I see you standing before me, a flash of your teeth visible behind hair you’re always brushing off your face. I see your pale skin; those tiny blue veins that swirl across your temples and under the dark circles of your eyes. The faint lines encircling your mouth from your constant tired smile that tells the world you’re okay when you’re really not. The faded blue of your muslin scarf, the tiny tinsel rose pinned to your chest. You’re dancing, executing moves you memorised in your long days at the studio owned by the retired ballerina with the French name. Your fingers twitch as you walk, eat, live, breathe, playing an invisible piano whose silent music has forever enraptured my struggling heart. I still hear the music in my head, a quiet and beautiful beginning that mirrors your exterior, followed by a fast, frightening and desperate second movement that unmasks your trapped and fascinating soul within.
At night, and sometimes during the humid, sticky day, when the only sound is the crunch of leaves and vines from my fellows’ footfalls, I hear your music in my head. Your graceful arms and legs follow the rise and fall of the orchestra, and you dance across my mind, leaving no room for any sane thought. I see your face as clearly as I see my hands that hold this heavy Colt Rifle, the knuckles swathed in cuts, foreign dirt stuck beneath broken fingernails. But then a sound of war interrupts your performance. The concerto stops, your limbs drop, and your tired eyes and blue veins disappear from my mind.
The rest of my platoon sends letters home to their sweethearts, but I don’t know where you live. I picture a house with flowers and weeds growing freely together behind a wooden fence with peeling paint. I see you run down the path to the letterbox, discovering something sent to you from a stranger far across the ocean, someone you’ve never met before, or would’ve forgotten if you had. A hopeless love letter from a boy who watched you everyday from his parents’ diner as you practiced in the ballet studio.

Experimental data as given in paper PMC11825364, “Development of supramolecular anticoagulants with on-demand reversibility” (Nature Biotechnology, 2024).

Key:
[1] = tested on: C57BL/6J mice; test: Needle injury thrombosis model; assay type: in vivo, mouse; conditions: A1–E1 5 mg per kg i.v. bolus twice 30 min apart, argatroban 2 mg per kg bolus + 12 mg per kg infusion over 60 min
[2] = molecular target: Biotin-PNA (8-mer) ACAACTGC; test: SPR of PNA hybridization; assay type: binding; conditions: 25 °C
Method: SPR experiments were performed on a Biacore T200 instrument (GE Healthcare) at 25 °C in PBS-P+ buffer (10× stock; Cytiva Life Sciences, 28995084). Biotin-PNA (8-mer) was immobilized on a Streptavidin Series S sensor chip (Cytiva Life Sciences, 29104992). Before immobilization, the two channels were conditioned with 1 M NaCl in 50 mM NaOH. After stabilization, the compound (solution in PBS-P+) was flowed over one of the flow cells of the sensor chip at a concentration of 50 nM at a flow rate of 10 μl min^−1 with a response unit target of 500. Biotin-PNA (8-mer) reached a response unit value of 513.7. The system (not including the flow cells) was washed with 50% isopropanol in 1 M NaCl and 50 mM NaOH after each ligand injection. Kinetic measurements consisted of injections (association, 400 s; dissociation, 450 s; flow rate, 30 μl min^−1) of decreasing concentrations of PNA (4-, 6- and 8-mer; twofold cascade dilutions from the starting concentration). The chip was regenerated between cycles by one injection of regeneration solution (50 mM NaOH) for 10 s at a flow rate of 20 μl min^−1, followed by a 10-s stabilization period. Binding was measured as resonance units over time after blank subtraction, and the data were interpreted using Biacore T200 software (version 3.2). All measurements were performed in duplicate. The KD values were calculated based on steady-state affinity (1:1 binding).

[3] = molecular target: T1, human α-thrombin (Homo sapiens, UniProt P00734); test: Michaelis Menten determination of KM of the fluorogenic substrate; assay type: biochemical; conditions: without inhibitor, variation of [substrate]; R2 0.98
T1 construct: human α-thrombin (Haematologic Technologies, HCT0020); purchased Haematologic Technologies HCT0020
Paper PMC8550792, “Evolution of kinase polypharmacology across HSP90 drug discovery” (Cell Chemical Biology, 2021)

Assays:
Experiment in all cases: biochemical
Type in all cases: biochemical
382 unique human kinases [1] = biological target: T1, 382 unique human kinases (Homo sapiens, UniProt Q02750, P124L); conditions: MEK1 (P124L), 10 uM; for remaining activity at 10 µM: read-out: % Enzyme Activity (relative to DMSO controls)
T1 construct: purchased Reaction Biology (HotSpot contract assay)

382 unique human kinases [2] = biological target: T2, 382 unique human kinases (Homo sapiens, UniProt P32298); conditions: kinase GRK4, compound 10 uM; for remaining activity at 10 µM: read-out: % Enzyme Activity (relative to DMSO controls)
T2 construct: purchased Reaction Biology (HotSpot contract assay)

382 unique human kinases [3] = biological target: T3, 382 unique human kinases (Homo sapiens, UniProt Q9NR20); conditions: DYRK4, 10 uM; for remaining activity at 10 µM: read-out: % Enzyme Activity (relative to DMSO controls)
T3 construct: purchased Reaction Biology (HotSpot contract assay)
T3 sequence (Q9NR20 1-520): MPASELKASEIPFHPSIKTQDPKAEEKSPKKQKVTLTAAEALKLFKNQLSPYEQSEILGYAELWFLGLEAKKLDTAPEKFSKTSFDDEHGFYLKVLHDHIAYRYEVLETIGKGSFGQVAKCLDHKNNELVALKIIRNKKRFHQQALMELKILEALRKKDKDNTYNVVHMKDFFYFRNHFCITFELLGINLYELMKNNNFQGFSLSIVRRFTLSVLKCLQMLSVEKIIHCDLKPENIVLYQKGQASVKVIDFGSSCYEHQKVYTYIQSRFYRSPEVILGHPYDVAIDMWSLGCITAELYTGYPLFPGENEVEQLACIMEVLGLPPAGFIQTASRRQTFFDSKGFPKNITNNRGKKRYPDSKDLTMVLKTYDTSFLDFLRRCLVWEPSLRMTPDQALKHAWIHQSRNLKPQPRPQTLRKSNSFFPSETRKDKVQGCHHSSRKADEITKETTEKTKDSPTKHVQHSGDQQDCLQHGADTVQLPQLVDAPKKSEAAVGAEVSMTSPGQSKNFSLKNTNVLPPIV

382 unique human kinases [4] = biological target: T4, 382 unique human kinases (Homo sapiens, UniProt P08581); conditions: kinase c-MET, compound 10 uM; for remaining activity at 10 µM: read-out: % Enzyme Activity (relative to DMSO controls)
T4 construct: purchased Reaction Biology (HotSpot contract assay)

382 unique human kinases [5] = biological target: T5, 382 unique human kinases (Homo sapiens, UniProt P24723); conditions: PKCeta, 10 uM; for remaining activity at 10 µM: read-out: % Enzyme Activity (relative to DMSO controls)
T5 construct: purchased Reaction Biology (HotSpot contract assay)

* * *
I didn’t see it coming. There was no flicker of bright light, no scenes from a distant childhood. Just the faint click of the mine before the ground broke and the world shook. I cry out, but my howling comrades drowned the sound. Some fell quickly, motionless and silent. My head hit the muddy ground as I collapsed, arms too shocked to break my fall. Distant voices shouted our names, taking what felt like centuries to reach us. Pain quickly overcame shock, a horrible, raw pain that shot through my body. My left leg felt strangely numb, like the tips of fingers in the sharp, wickedly cold wind of winter. Smoke filled the air and screams of injured men flooded my mind. A shadow hovered over me. Trembling hands lifted my head. Frightened eyes stared down at me, dark and alert, dust clinging to lashes, blood trickling through an eyebrow. And then your eyes replaced those of the scared, homesick fighter, my beautiful ballerina. And I saw tears fall from your sad little orbs, and I cried too, for I thought I would never see you dancing again.
* * *
Bouncing Betty blew half my leg off. They thought they’d only have to clean the wound and close the stump, but I am not to limp away too easily, my graceful and lonely darling. A tiny morsel of shrapnel, an insignificant fragment of tin had found its way through the chaos of the explosion and lodged itself in the joint of my knee. Now they’re talking of an upper-leg amputation.